2020 Acura RDX SH-AWD/Advance
Frank Washington | 12/23/2019, 6 a.m.
When it comes to the 2020 Acura RDX, let’s get right to it.
These week-long test drives are supposed to give the reader via the reviewer a real-world perspective of the vehicle being tested. Sometimes though the real world can get really real.
We got the Acura RDX on a Friday and were able to enjoy it over the weekend on dry pavement. And then Monday, our world got really real with roughly 10-inches of snow followed by single digit temperatures the next day.
Without checking the specs, we got in the RDX and thought it had a much larger engine than it did. It was quick with a bunch of oomph. We were surprised to learn that it had a direct injected 4-cylinder turbocharged engine.
It made 272 horsepower ad 280 pound-feet of torque which was available from 1,600 to 4,500 rpm. It got 21 mpg in the city, 27 mpg on the highway and 23 mpg combined. This engine replaced a 3.5-liter V6 and had a 40 percent increase in low in torque which is where oomph comes from.
We don’t think Acura, or its parent company get enough credit for their engineering chops. Anyway, the powerplant was mated to a 10-speed smooth shifting automatic transmission. There was no way we would have known that the RDX had that many gears without reading it, the shifts were that imperceptible.
Before our full attention was focused on what was happening outside of the 2020 Acura RDX, we were immersed on what was happening in the interior. And before we forget, this the third generation of the Acura RDX was designed and engineered in the U.S.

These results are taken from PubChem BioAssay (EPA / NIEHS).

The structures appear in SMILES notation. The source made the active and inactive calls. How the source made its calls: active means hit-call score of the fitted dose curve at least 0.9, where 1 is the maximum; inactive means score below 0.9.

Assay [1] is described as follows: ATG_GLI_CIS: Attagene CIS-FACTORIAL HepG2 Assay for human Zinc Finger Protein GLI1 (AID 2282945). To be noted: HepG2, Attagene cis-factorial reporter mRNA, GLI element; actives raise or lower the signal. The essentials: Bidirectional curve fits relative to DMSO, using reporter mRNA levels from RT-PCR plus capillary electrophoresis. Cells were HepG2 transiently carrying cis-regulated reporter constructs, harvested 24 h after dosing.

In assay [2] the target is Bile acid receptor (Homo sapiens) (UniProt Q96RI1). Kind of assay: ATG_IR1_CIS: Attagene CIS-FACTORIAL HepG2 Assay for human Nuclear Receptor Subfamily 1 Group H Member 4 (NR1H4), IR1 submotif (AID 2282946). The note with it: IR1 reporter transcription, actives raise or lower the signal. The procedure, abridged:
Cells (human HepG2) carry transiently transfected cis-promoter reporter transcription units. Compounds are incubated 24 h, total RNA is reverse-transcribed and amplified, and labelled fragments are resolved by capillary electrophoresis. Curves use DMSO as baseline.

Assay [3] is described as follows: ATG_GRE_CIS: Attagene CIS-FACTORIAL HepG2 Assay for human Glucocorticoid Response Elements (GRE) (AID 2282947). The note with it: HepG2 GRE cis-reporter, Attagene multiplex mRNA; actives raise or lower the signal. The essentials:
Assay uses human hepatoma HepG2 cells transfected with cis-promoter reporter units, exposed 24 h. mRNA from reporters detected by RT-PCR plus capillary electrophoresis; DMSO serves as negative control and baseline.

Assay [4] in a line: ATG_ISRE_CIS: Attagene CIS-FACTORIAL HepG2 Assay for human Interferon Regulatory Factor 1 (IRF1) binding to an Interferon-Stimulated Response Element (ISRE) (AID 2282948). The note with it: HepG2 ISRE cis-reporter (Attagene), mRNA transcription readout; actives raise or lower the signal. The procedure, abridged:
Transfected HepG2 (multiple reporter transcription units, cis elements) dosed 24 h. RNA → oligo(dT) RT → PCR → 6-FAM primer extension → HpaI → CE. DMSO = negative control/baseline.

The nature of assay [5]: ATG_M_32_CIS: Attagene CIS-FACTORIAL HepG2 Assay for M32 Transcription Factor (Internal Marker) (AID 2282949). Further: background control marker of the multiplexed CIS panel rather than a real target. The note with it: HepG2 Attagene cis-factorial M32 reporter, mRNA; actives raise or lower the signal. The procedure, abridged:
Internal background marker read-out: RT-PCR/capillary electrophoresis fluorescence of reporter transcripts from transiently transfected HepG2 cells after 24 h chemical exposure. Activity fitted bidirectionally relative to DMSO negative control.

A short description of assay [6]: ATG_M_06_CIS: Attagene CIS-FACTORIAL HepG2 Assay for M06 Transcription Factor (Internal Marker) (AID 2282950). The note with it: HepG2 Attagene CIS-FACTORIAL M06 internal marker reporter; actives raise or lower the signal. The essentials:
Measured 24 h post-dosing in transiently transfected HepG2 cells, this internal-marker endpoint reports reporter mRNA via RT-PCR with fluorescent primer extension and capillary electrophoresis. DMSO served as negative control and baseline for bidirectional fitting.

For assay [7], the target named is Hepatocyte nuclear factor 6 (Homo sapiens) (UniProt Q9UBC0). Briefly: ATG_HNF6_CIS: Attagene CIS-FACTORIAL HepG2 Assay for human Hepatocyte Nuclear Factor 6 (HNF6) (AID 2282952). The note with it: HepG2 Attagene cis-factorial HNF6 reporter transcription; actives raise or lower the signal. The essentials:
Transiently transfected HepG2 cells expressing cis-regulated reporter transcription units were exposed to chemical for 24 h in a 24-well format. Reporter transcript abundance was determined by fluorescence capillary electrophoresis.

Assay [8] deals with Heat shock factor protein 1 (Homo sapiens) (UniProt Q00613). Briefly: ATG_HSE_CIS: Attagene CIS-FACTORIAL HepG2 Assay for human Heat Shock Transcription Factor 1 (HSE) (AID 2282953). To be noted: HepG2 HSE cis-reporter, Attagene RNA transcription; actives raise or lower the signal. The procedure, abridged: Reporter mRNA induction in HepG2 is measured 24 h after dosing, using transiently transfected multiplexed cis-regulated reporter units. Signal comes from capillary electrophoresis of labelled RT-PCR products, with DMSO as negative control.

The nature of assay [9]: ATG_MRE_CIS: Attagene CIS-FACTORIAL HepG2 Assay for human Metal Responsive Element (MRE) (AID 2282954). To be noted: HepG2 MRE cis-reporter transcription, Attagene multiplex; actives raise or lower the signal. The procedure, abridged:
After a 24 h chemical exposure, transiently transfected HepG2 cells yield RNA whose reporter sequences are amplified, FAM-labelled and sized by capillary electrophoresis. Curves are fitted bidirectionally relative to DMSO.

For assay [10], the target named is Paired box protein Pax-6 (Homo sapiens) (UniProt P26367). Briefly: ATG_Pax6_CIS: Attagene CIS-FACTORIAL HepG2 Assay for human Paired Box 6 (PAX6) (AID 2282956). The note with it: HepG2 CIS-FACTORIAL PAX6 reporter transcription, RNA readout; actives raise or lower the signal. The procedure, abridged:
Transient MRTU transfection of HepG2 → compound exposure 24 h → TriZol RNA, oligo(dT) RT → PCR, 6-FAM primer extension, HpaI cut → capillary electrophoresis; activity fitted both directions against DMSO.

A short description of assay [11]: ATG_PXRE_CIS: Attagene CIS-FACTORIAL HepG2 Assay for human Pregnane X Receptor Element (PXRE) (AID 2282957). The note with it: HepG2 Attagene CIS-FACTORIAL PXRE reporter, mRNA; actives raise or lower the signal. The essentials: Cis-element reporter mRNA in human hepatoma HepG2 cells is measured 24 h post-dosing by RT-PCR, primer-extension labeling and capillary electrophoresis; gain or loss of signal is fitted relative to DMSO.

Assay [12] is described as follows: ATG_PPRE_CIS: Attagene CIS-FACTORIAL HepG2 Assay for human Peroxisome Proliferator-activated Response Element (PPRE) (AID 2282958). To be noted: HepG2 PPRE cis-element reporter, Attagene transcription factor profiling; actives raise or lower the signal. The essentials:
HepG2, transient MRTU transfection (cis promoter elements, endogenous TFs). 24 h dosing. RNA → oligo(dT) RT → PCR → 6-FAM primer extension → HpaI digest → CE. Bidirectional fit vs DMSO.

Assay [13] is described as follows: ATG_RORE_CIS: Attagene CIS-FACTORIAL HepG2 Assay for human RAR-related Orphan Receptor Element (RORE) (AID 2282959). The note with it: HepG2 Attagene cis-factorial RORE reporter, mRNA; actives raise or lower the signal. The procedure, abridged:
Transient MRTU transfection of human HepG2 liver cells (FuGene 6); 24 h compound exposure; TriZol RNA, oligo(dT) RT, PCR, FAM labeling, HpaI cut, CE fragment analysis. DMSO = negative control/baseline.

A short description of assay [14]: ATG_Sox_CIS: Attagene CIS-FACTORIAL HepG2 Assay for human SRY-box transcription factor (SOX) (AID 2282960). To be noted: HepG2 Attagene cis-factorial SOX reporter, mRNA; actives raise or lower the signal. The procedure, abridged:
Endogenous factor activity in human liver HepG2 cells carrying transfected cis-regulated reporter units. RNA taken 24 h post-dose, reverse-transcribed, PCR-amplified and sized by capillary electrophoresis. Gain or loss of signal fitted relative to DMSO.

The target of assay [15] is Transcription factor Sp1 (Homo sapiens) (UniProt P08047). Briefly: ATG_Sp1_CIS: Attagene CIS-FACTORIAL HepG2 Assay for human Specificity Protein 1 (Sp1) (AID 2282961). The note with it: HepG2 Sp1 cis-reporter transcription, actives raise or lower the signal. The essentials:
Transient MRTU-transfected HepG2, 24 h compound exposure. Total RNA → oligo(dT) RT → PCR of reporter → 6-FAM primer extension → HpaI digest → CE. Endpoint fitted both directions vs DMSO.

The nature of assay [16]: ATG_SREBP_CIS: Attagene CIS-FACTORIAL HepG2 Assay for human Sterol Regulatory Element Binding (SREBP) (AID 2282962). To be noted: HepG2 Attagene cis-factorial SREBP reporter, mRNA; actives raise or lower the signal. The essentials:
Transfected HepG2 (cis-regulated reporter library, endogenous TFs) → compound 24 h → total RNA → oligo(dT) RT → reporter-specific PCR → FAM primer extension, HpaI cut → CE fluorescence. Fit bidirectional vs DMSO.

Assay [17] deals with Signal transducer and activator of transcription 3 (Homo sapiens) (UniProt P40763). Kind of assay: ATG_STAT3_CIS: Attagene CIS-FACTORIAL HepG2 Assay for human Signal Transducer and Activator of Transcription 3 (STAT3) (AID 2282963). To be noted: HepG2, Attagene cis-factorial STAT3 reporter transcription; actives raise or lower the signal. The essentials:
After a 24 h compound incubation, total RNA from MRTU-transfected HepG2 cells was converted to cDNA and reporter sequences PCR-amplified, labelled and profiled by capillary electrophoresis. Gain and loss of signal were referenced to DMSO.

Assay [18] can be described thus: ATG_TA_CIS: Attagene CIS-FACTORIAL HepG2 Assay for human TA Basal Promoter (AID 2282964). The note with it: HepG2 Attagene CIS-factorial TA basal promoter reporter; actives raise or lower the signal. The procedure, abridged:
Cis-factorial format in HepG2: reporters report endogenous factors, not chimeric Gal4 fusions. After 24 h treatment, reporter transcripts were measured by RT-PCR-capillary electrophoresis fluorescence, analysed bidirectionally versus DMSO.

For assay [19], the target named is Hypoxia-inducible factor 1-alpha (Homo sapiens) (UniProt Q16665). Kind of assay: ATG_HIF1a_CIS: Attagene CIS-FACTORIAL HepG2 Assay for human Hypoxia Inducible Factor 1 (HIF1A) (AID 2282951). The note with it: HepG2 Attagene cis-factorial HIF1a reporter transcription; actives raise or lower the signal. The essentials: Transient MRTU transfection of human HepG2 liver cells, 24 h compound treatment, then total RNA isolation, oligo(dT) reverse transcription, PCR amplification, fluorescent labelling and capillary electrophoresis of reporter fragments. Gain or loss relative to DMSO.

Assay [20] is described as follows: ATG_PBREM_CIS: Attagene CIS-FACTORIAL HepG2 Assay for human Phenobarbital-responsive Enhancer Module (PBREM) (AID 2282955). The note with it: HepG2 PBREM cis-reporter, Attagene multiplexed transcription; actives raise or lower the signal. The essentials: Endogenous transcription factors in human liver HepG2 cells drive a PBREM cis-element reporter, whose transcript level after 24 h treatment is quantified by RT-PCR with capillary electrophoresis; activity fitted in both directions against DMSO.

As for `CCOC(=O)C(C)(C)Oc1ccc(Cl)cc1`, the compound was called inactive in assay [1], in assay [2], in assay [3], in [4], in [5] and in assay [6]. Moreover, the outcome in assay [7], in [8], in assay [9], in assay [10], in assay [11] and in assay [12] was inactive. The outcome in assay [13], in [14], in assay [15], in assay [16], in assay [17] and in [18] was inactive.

Of course, there was stitched leather, soft touch spots everywhere and aluminum trim. But we found the ash wood trim (as in real) top notch. It was open pore, used sparingly but in the right places and tactilely pleasing. In other words, it was nice to the touch.
What Acura called a high floating center console was inspired by the NSX supercar. It was flowing. From the floating infotainment screen atop the dash there was a flat shelf and then it slopped down to the climate controls, which included the heated seats. There was a cowl over the drive mode dial. The car had comfort, sport, sport+ and snow drive modes.
Just under that was an interface or touch pad. It was in sync with what was on the screen, meaning if we wanted to control what was in the left-hand corner on the screen, touch the left-hand corner of the pad. We were rather clumsy with the interface but repeated usage no doubt would breed familiarity.
On that console too was the off button for the stop start function of the vehicle. There was push button lock and unlock and push-button ignition. We climbed in the back and found the seats comfortable, there was plenty of hip space, head and legroom and we were surprised by the floor, it was almost flat.
We almost forgot that the rear seats were heated and that were two USB jacks in the back to go along with the one in the center console and the one up front under the floating center stack. A 12V socket and auxiliary jack were stowed there too. And this Acura RDX had a 710-watt 16 speaker premium stereo system.